As the world witnessed the passionate political demonstrations of recent weeks, frozen forever in televised images from Cairo’s Tahrir Square, it was often hard to keep it all in perspective: This historic fight for freedom amounted to little more than a blip in the more-than-5,000-year timeline of Egyptian civilization.

That perspective, however, was not lost on the Egyptian people, whose devotion to their heritage ensured that the antiquities marking one of the world’s oldest civilizations would remain intact long after the protests had faded from memory, guaranteeing both their heritage and the assets upon which Egypt has built its tourism industry.

There is no denying the negative impact the unrest has had on tourism to Egypt as travelers rushed to leave the country and tour operators all but shut down their Egypt operations for February and into March.

Yet there has been very little damage to the country’s antiquities, the historical and cultural treasures, the sites and artifacts that will help Egypt rebuild its tourism economy once the political crisis is resolved.

Two relatively minor incidents occurred at the onset of the crisis: break-ins at the Egyptian Museum in Cairo and at a storage magazine in Qantara East, in the Sinai.

But aside from that, all other major historical sites, from the Great Pyramids at Giza to the Temple of Luxor and beyond, remain intact, according to Zahi Hawass, the revered Egyptologist and archaeologist who was appointed minister of antiquities in the Cabinet shake-up of Jan. 31.

Hawass reported that during the museum bust, 70 objects were damaged, not stolen, and that the damaged objects would be restored. Since that time, the museum has been closed and guarded by army patrols. There were more than 250 objects stolen from the storage magazine in the Sinai, but all have since been returned, Hawass stated.

Unlike the lootings and destruction of historical artifacts and monuments that often occur amid revolution and civil unrest, most recently during the Iraq War, Egyptians have presented a united front in their desire to protect their cultural heritage no matter how violent or escalated the protests in Tahrir Square and elsewhere in Egypt become.

“When news broke out that the Egyptian Museum was in danger during the more turbulent days of the protest, Egyptian civilians rushed to the site and formed human chains around the museum to protect the treasures it houses,” said El Sayed Khalifa, director of the Egyptian Tourist Authority for the U.S. and Latin America.

Indeed, Irina Bokova, director-general of Unesco, applauded the action of the hundreds of Egyptian citizens who "spontaneously formed a chain around the museum to protect it."

The Blue Shield, an international organization that works to protect cultural heritage during armed conflicts, also cited the resolve of Egyptians to protect their historical treasures.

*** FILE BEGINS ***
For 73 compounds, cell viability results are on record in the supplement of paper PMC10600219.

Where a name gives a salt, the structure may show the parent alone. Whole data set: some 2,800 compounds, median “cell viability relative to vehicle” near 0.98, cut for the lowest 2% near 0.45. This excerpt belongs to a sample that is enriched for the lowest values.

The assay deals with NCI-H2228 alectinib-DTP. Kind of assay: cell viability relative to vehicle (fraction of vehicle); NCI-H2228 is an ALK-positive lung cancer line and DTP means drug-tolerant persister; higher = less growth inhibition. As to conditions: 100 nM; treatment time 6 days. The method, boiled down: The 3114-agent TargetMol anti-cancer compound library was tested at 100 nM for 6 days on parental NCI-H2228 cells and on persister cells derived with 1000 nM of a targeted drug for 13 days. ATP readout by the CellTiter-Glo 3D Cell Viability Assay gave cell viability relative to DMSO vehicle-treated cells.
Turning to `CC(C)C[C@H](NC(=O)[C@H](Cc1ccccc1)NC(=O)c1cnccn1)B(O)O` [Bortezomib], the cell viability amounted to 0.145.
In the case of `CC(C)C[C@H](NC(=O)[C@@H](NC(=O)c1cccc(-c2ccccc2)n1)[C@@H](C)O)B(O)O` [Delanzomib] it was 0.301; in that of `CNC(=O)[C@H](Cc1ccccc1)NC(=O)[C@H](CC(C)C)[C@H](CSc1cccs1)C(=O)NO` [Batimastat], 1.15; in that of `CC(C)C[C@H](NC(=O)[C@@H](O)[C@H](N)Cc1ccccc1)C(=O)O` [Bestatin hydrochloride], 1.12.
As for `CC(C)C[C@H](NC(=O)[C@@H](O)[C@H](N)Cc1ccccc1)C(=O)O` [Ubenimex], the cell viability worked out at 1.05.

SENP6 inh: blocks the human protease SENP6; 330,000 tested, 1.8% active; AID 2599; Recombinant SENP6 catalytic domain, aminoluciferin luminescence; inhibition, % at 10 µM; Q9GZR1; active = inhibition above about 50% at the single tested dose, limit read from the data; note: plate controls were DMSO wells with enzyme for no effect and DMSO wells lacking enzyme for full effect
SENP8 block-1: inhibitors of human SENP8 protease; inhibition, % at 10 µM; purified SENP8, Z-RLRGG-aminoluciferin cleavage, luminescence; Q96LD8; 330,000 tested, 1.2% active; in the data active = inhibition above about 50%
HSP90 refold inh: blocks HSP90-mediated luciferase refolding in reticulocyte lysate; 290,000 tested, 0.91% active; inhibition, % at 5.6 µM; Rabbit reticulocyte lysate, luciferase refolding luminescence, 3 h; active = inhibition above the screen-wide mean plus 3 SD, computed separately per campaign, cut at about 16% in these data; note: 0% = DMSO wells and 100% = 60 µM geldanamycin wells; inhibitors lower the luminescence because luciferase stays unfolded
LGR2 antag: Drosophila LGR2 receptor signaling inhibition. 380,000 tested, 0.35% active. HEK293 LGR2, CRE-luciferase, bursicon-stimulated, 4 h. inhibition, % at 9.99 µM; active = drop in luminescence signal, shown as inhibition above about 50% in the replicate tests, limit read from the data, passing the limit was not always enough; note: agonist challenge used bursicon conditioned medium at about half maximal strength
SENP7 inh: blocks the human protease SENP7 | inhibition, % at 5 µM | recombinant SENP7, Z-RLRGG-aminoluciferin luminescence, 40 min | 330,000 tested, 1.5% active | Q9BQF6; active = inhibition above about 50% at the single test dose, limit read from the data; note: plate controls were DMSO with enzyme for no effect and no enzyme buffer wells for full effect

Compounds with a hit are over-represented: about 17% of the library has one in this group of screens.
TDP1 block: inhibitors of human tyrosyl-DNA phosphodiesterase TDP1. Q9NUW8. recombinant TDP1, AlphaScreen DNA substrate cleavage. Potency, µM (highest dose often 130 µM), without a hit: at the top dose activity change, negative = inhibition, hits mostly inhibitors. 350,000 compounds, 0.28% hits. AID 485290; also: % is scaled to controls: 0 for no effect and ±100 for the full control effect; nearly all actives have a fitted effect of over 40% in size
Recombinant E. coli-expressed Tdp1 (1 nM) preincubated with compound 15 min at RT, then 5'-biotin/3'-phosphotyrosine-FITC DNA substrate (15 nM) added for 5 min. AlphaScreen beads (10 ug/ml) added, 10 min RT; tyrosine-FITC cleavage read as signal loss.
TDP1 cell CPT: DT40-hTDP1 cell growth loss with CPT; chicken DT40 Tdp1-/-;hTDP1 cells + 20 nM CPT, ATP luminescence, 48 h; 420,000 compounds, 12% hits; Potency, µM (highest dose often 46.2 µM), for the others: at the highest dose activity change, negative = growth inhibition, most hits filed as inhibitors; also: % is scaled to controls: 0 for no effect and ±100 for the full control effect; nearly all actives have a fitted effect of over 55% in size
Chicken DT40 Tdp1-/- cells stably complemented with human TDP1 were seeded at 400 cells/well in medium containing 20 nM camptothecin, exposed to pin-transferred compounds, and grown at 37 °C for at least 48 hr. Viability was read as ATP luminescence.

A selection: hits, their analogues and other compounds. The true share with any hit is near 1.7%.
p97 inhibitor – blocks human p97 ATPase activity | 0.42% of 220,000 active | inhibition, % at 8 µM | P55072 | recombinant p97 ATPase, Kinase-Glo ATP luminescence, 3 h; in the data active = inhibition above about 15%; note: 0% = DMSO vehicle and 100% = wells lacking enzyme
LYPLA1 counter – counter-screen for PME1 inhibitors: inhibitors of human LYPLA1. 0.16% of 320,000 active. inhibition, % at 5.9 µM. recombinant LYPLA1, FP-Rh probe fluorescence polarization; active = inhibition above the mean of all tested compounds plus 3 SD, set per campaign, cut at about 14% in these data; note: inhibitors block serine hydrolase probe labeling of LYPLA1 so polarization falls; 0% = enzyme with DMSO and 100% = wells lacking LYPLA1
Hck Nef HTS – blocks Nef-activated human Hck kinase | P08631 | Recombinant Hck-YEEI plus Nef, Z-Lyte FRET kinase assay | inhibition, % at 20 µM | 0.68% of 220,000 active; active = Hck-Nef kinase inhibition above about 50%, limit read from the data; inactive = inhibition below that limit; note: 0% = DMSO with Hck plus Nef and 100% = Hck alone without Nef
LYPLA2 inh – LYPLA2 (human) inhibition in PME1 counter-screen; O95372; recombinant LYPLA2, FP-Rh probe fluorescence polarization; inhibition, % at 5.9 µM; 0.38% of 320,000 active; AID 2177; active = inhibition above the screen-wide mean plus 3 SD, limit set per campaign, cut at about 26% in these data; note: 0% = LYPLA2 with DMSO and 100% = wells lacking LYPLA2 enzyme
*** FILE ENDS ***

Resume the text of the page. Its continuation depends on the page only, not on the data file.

"Any loss of Egyptian cultural property would seriously impoverish the collective memory of mankind," the Blue Shield said in a statement.

It comes as no surprise that Egyptians had such a strong response to the looting. Beyond the historical and cultural significance of the country’s ancient archaeological sites and artifacts, the tourism industry that Egypt’s history has spurred has long been a vital part of the country’s economy.

In 2010, total tourism revenue in Egypt exceeded $11 billion, and Egypt’s tourism industry today employs about 2 million people. Last year, Egypt welcomed 14.7 million foreign tourists, of whom 361,000 were from the U.S.

"Every Egyptian knows that tourism means job opportunities and that the precious antiquities are the bread and butter of this industry," Khalifa said. "There are whole cities that live on tourism: Sharm al-Sheikh, Luxor, Aswan, to name a few. So, it is imperative that the people take it upon themselves to protect all historic, cultural, touristic sites in this crucial period of Egypt’s history."

Tour operators that have been watching the situation closely remain hopeful about the safety and security of the sites and how they will lend themselves to Egypt’s recovery.

Randy Durband, a senior partner in Robin Tauck’s sustainable-travel venture, R. Tauck & Partners, said, "There is a deep understanding in Egypt of the importance to the broader economy of the tourism trade."

"Egypt’s treasures have withstood 5,000 years of invasions, wars, floods, storms and plagues, and I have not the slightest doubt they will survive the current events," Ady Gelber, owner and COO of Isramworld, wrote in an email. "Egypt’s extraordinary antiquities are a glorious and storied heritage that is a source of enormous pride for every Egyptian."

This report appeared in the Feb. 14 issue of Travel Weekly. 

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